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Chanchanchanchan
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Hi,

Thankyou so much for such an encouraging and informative reply.

It has given me a better perspective to preparing for the interview.

Just a question: how did you manage to find past SAQ questions as I am unable to find any except for the 9 sample questions that the GeS has on their website.

Please let me know. Thanks
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Chanchanchanchan
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(Original post by BenRyan99)
EAC questions tend to be quite easy, broadly 1st year content but may cover some A-level or 2nd year stuff. You can find past questions online, they're really not bad at all and there's no maths.

You've only really got to know the basics, but it's broad and you've got to truly understand these basics. Often they'll ask a question where you'll have to apply economic concepts to very unrelated and random examples. I've even seen a question in the past that was asking you to apply the concept of price elasticity of demand to heat being applied to a metal beam.

So they can be very random but they're not tough or mathematical. I think sometimes they can ask an econometrics question but it will only be at the introductory econometrics level such as interpreting coefficients, Gauss Markov assumptions or some very very basic time-series.

There was a report commissioned a while back about why the EAC has a pass rate of below 50%. The main conclusions it came to were that (I'll paraphrase):

A) Candidates accidentally revised content far more advanced than was necessary so then struggled to do well in the questions under time constraints despite them being easy questions.

B) Whilst the candidates were clearly intelligent, they didn't properly understand the basic 1st/2nd year material in a way that allowed them to apply it in various different contexts.

So for the EAC, you're likely to get questions on the basics like externalities, elasticities, market structures, public/private goods, cost-benefit analysis, you know like not very complicated things. Then for macro it'll be stuff like factors that effect exchange rates, BoP, basic growth models, central bank independence, QE, pros and cons of inflation and macro policy conflicts.

Beyond that, just be polite, confident and enthusiastic. Create a good report for the written report section, make sure you nail your spoken presentation, practice some questions on your specialist topic and behavioural questions and you'll be golden
Thanks alot.

I think i too am making the same mistake as the one you highlighted from the report i.e revising complicated stuff and not being confident with the basics of Economics.

I am going to work on getting my basics solid.

Thanks once again. Really appreciate it.
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Chanchanchanchan
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(Original post by BenRyan99)
Sorry, I should also add that when I was preparing for the EAC I created a document with all the past short answer questions that I could possibly find on the web (about 60), organised them by micro, macro and metrics, then split them by topic within these. Then I created short answers to them, just a couple bullet points as you'll only get 3mins to answer each one in the EAC. I found that to be quite helpful.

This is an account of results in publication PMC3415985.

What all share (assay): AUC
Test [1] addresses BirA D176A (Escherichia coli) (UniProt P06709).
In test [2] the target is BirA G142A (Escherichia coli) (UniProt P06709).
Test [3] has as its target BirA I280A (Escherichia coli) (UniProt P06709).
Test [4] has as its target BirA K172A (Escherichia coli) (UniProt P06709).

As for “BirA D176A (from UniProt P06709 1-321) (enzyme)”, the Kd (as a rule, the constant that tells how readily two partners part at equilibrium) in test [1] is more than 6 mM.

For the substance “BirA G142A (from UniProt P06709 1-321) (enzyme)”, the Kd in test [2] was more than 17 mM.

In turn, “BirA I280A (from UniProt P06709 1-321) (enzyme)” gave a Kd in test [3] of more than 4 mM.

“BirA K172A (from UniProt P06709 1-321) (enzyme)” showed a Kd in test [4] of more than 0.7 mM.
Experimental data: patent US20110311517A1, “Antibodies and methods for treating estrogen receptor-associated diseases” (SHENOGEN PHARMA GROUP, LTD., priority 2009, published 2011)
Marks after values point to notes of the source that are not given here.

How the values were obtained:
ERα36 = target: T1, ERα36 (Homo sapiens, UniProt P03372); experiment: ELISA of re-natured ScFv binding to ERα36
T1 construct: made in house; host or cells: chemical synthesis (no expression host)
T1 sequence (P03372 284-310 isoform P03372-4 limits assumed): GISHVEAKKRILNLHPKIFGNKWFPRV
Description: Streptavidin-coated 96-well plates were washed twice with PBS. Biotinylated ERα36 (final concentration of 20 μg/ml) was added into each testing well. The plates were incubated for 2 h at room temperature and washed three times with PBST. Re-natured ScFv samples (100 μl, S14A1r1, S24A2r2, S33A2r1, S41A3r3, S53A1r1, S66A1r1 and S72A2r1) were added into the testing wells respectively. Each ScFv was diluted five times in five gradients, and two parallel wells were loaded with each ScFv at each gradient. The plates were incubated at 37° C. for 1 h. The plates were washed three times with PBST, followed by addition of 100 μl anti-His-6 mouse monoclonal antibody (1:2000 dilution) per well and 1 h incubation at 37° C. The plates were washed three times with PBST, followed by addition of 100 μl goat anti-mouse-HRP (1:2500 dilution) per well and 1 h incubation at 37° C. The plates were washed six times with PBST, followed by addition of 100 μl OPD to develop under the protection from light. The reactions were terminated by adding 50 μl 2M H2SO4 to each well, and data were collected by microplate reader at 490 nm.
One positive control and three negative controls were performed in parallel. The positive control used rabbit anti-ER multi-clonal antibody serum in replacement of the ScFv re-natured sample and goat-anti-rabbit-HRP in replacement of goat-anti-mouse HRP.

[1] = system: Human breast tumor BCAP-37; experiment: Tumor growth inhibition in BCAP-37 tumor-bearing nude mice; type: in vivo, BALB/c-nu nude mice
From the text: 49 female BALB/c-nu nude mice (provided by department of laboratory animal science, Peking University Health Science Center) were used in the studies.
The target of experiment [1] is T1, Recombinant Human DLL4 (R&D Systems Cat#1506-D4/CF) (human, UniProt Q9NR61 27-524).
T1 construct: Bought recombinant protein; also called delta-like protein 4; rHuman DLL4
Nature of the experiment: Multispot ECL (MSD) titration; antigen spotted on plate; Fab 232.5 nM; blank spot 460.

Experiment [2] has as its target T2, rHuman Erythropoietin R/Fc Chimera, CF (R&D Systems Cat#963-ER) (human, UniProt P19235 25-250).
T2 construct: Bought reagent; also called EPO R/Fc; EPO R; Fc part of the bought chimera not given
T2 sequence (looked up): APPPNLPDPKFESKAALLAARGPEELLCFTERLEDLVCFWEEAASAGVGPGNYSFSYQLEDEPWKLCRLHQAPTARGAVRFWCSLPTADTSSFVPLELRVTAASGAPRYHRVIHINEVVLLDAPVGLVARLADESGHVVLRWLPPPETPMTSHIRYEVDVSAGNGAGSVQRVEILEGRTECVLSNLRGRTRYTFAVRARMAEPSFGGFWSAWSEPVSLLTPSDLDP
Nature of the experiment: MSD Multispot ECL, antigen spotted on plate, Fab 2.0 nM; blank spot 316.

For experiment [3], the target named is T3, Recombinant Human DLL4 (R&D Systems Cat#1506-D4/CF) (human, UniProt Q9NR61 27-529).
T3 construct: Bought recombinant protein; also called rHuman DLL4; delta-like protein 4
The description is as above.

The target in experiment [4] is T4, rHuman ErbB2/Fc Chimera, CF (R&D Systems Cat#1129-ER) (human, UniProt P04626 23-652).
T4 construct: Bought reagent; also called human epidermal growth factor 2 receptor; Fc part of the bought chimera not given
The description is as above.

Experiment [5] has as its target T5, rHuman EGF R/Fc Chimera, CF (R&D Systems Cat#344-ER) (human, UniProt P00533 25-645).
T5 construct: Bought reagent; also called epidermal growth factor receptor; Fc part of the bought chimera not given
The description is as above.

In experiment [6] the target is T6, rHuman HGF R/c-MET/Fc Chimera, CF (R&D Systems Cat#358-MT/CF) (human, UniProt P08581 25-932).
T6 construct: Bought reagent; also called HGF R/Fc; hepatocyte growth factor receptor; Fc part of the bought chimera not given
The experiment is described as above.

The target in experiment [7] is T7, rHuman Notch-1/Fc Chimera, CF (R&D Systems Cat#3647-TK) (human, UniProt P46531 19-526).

My specialist topic was generally easy to prepare for, I had interned for an organisation where I specialised in an area of economic analysis so picked that. Didn't prepare any answers to possible questions beyond just thinking about it in my head, didn't make notes or revise etc. Fortunately one of the examiners had worked in this specialist field too but for about 30yrs. I thought that might be a bad thing but I actually think it meant she could appreciate my answer beyond what an average economist might have been able to.

The report and presentation isn't that easy. They give you a bunch of sources which tend to be very helpful so I just used those. Gotta remember that the written report is aimed at economists whereas the presentation should be in layman's terms. There's only a week between recieving the question and then doing your EAC so I'd really recommend writing your report and a rough presentation script as soon as possible because then it'll give you a few days to learn it. Because of this, you ideally want to have done all your Econ revision and short answer question notes and practice done before you actually get invited to the EAC because you'll have a week once invited which should really be spent on your report and essay.

Final section is the behavioural questions. I didn't prepare for these as I'd done multiple interviews and assessment centres in the past so was fairly comfortable with these sort of questions. I'd also interned for an organisation for a year so lots of the questions were easy to answer relative to the ease that someone with no experience might have found them. Ultimately just be honest in your answers. This EAC report I read said that there's never been a candidate to fail because of the behavioural questions so I wouldn't worry too much.